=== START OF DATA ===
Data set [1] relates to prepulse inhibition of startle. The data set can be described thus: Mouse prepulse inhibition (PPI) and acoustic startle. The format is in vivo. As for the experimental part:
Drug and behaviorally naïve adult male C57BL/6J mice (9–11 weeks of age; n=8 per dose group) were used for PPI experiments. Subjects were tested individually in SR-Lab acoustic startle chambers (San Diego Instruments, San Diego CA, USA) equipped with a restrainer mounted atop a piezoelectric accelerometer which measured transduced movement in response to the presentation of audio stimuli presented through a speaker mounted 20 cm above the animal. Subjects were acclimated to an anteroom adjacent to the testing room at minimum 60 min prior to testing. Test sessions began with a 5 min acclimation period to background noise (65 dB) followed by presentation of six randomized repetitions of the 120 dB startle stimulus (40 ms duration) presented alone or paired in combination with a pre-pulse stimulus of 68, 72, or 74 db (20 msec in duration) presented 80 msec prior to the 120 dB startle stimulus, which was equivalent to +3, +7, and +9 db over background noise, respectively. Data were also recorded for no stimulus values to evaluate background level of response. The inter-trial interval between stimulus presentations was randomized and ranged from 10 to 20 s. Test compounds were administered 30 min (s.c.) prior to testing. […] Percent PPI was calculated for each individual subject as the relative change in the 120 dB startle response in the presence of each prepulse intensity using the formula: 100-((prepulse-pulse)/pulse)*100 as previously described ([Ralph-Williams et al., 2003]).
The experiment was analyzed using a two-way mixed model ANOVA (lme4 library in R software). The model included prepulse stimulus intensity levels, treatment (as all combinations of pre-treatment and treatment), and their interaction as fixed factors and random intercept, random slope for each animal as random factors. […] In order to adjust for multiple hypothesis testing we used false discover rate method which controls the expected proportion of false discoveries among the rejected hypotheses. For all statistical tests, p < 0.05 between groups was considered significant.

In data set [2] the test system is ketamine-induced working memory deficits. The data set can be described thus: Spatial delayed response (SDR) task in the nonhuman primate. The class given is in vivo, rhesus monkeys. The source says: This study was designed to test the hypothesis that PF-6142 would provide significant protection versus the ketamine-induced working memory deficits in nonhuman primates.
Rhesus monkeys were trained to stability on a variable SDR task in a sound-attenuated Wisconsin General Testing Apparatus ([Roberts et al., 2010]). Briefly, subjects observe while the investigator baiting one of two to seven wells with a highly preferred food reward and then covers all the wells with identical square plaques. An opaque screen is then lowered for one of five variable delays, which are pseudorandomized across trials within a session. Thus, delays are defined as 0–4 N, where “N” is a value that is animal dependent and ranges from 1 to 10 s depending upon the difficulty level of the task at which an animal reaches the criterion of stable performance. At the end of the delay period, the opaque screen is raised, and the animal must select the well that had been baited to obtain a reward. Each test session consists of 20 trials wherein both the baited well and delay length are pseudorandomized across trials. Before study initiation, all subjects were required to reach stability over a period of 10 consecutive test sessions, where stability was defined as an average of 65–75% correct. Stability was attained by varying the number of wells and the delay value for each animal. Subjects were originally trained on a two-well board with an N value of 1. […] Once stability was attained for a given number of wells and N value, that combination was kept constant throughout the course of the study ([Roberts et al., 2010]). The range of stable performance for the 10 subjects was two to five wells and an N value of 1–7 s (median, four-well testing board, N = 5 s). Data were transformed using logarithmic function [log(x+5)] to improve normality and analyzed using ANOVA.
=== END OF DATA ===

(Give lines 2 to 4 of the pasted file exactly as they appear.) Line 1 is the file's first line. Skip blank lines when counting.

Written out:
Drug and behaviorally naïve adult male C57BL/6J mice (9–11 weeks of age; n=8 per dose group) were used for PPI experiments. Subjects were tested individually in SR-Lab acoustic startle chambers (San Diego Instruments, San Diego CA, USA) equipped with a restrainer mounted atop a piezoelectric accelerometer which measured transduced movement in response to the presentation of audio stimuli presented through a speaker mounted 20 cm above the animal. Subjects were acclimated to an anteroom adjacent to the testing room at minimum 60 min prior to testing. Test sessions began with a 5 min acclimation period to background noise (65 dB) followed by presentation of six randomized repetitions of the 120 dB startle stimulus (40 ms duration) presented alone or paired in combination with a pre-pulse stimulus of 68, 72, or 74 db (20 msec in duration) presented 80 msec prior to the 120 dB startle stimulus, which was equivalent to +3, +7, and +9 db over background noise, respectively. Data were also recorded for no stimulus values to evaluate background level of response. The inter-trial interval between stimulus presentations was randomized and ranged from 10 to 20 s. Test compounds were administered 30 min (s.c.) prior to testing. […] Percent PPI was calculated for each individual subject as the relative change in the 120 dB startle response in the presence of each prepulse intensity using the formula: 100-((prepulse-pulse)/pulse)*100 as previously described ([Ralph-Williams et al., 2003]).
The experiment was analyzed using a two-way mixed model ANOVA (lme4 library in R software). The model included prepulse stimulus intensity levels, treatment (as all combinations of pre-treatment and treatment), and their interaction as fixed factors and random intercept, random slope for each animal as random factors. […] In order to adjust for multiple hypothesis testing we used false discover rate method which controls the expected proportion of false discoveries among the rejected hypotheses. For all statistical tests, p < 0.05 between groups was considered significant.

In data set [2] the test system is ketamine-induced working memory deficits. The data set can be described thus: Spatial delayed response (SDR) task in the nonhuman primate. The class given is in vivo, rhesus monkeys. The source says: This study was designed to test the hypothesis that PF-6142 would provide significant protection versus the ketamine-induced working memory deficits in nonhuman primates.